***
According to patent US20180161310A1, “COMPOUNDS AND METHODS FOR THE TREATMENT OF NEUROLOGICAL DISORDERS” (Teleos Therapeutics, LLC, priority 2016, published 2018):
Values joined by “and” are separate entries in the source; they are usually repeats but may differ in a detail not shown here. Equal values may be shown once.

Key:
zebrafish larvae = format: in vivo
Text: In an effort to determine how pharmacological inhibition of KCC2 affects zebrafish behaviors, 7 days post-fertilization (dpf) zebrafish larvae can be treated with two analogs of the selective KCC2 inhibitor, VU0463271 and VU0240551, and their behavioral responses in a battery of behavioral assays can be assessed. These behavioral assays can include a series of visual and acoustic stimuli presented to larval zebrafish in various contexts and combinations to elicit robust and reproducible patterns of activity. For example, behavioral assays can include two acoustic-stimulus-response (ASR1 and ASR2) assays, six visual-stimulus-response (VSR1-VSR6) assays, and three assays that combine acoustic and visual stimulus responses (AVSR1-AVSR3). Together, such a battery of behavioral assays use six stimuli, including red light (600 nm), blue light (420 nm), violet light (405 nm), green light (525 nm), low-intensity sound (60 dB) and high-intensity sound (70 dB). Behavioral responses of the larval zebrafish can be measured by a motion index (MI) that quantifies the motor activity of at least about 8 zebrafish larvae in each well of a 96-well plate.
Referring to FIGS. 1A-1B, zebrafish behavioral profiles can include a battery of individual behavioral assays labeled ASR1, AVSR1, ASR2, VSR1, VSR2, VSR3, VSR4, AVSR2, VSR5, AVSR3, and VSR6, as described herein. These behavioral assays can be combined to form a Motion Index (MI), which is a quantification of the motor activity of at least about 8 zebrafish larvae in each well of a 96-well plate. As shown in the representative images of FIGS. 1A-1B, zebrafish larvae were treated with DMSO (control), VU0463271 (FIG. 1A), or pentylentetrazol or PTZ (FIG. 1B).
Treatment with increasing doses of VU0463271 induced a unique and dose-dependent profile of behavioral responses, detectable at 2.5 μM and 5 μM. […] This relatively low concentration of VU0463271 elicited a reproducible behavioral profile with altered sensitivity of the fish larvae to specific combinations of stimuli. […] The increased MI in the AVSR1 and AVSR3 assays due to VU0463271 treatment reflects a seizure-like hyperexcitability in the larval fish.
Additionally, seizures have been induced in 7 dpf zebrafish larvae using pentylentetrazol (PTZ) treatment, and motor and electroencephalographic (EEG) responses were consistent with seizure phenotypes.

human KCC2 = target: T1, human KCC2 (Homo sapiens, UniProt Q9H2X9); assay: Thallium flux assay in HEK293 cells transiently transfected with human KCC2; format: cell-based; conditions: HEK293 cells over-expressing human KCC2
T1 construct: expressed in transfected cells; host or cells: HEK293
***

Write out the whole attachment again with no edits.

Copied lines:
According to patent US20180161310A1, “COMPOUNDS AND METHODS FOR THE TREATMENT OF NEUROLOGICAL DISORDERS” (Teleos Therapeutics, LLC, priority 2016, published 2018):
Values joined by “and” are separate entries in the source; they are usually repeats but may differ in a detail not shown here. Equal values may be shown once.

Key:
zebrafish larvae = format: in vivo
Text: In an effort to determine how pharmacological inhibition of KCC2 affects zebrafish behaviors, 7 days post-fertilization (dpf) zebrafish larvae can be treated with two analogs of the selective KCC2 inhibitor, VU0463271 and VU0240551, and their behavioral responses in a battery of behavioral assays can be assessed. These behavioral assays can include a series of visual and acoustic stimuli presented to larval zebrafish in various contexts and combinations to elicit robust and reproducible patterns of activity. For example, behavioral assays can include two acoustic-stimulus-response (ASR1 and ASR2) assays, six visual-stimulus-response (VSR1-VSR6) assays, and three assays that combine acoustic and visual stimulus responses (AVSR1-AVSR3). Together, such a battery of behavioral assays use six stimuli, including red light (600 nm), blue light (420 nm), violet light (405 nm), green light (525 nm), low-intensity sound (60 dB) and high-intensity sound (70 dB). Behavioral responses of the larval zebrafish can be measured by a motion index (MI) that quantifies the motor activity of at least about 8 zebrafish larvae in each well of a 96-well plate.
Referring to FIGS. 1A-1B, zebrafish behavioral profiles can include a battery of individual behavioral assays labeled ASR1, AVSR1, ASR2, VSR1, VSR2, VSR3, VSR4, AVSR2, VSR5, AVSR3, and VSR6, as described herein. These behavioral assays can be combined to form a Motion Index (MI), which is a quantification of the motor activity of at least about 8 zebrafish larvae in each well of a 96-well plate. As shown in the representative images of FIGS. 1A-1B, zebrafish larvae were treated with DMSO (control), VU0463271 (FIG. 1A), or pentylentetrazol or PTZ (FIG. 1B).
Treatment with increasing doses of VU0463271 induced a unique and dose-dependent profile of behavioral responses, detectable at 2.5 μM and 5 μM. […] This relatively low concentration of VU0463271 elicited a reproducible behavioral profile with altered sensitivity of the fish larvae to specific combinations of stimuli. […] The increased MI in the AVSR1 and AVSR3 assays due to VU0463271 treatment reflects a seizure-like hyperexcitability in the larval fish.
Additionally, seizures have been induced in 7 dpf zebrafish larvae using pentylentetrazol (PTZ) treatment, and motor and electroencephalographic (EEG) responses were consistent with seizure phenotypes.

human KCC2 = target: T1, human KCC2 (Homo sapiens, UniProt Q9H2X9); assay: Thallium flux assay in HEK293 cells transiently transfected with human KCC2; format: cell-based; conditions: HEK293 cells over-expressing human KCC2
T1 construct: expressed in transfected cells; host or cells: HEK293